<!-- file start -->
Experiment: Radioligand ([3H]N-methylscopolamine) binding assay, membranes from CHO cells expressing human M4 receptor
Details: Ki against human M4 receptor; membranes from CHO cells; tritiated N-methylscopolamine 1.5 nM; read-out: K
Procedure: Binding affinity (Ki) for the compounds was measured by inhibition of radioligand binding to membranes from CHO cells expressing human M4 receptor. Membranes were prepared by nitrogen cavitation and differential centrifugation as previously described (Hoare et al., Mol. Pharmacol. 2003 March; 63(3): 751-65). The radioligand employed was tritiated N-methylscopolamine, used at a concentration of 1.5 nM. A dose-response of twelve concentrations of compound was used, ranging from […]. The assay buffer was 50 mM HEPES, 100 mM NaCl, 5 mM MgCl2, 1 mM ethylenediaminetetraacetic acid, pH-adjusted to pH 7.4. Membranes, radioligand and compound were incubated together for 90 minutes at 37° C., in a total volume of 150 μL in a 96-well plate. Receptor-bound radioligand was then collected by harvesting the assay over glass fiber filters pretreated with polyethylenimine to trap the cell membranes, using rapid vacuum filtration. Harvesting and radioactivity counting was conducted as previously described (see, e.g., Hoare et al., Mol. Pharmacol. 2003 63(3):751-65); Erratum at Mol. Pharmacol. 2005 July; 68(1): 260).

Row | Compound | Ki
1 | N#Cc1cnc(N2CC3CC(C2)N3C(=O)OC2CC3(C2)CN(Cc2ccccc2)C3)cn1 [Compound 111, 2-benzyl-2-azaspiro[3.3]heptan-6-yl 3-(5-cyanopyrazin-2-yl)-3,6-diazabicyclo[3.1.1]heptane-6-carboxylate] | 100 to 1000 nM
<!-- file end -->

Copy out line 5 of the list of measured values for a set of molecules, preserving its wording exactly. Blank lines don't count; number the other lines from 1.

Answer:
1 | N#Cc1cnc(N2CC3CC(C2)N3C(=O)OC2CC3(C2)CN(Cc2ccccc2)C3)cn1 [Compound 111, 2-benzyl-2-azaspiro[3.3]heptan-6-yl 3-(5-cyanopyrazin-2-yl)-3,6-diazabicyclo[3.1.1]heptane-6-carboxylate] | 100 to 1000 nM